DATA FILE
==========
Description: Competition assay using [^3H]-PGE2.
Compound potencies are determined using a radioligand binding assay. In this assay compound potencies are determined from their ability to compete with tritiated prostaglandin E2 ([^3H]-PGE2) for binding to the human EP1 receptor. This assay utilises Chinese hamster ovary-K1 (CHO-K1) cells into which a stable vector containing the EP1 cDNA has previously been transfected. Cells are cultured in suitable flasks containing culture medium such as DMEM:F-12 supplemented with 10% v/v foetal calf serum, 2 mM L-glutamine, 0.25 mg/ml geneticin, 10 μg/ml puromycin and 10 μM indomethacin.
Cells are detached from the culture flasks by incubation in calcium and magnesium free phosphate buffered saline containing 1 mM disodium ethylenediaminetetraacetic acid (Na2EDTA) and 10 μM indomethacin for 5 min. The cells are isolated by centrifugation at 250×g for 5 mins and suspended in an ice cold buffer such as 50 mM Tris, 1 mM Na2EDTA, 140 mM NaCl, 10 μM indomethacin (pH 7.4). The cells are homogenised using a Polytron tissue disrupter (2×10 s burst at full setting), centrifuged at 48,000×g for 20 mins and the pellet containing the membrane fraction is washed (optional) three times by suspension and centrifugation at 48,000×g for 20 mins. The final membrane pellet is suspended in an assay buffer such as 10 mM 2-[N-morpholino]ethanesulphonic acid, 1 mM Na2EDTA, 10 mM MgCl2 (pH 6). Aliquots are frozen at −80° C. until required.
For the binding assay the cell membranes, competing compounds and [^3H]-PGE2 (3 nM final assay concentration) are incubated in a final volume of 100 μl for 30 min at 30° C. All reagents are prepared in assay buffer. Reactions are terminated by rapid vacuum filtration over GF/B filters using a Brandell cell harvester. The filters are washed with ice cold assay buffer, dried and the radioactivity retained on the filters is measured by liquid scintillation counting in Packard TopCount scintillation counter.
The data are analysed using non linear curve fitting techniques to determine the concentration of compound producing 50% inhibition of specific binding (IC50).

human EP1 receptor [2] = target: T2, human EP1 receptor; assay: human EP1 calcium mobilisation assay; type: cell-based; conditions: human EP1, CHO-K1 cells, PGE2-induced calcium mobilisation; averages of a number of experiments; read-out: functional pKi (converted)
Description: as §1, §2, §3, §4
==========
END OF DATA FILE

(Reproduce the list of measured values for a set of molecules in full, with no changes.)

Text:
Description: Competition assay using [^3H]-PGE2.
Compound potencies are determined using a radioligand binding assay. In this assay compound potencies are determined from their ability to compete with tritiated prostaglandin E2 ([^3H]-PGE2) for binding to the human EP1 receptor. This assay utilises Chinese hamster ovary-K1 (CHO-K1) cells into which a stable vector containing the EP1 cDNA has previously been transfected. Cells are cultured in suitable flasks containing culture medium such as DMEM:F-12 supplemented with 10% v/v foetal calf serum, 2 mM L-glutamine, 0.25 mg/ml geneticin, 10 μg/ml puromycin and 10 μM indomethacin.
Cells are detached from the culture flasks by incubation in calcium and magnesium free phosphate buffered saline containing 1 mM disodium ethylenediaminetetraacetic acid (Na2EDTA) and 10 μM indomethacin for 5 min. The cells are isolated by centrifugation at 250×g for 5 mins and suspended in an ice cold buffer such as 50 mM Tris, 1 mM Na2EDTA, 140 mM NaCl, 10 μM indomethacin (pH 7.4). The cells are homogenised using a Polytron tissue disrupter (2×10 s burst at full setting), centrifuged at 48,000×g for 20 mins and the pellet containing the membrane fraction is washed (optional) three times by suspension and centrifugation at 48,000×g for 20 mins. The final membrane pellet is suspended in an assay buffer such as 10 mM 2-[N-morpholino]ethanesulphonic acid, 1 mM Na2EDTA, 10 mM MgCl2 (pH 6). Aliquots are frozen at −80° C. until required.
For the binding assay the cell membranes, competing compounds and [^3H]-PGE2 (3 nM final assay concentration) are incubated in a final volume of 100 μl for 30 min at 30° C. All reagents are prepared in assay buffer. Reactions are terminated by rapid vacuum filtration over GF/B filters using a Brandell cell harvester. The filters are washed with ice cold assay buffer, dried and the radioactivity retained on the filters is measured by liquid scintillation counting in Packard TopCount scintillation counter.
The data are analysed using non linear curve fitting techniques to determine the concentration of compound producing 50% inhibition of specific binding (IC50).

human EP1 receptor [2] = target: T2, human EP1 receptor; assay: human EP1 calcium mobilisation assay; type: cell-based; conditions: human EP1, CHO-K1 cells, PGE2-induced calcium mobilisation; averages of a number of experiments; read-out: functional pKi (converted)
Description: as §1, §2, §3, §4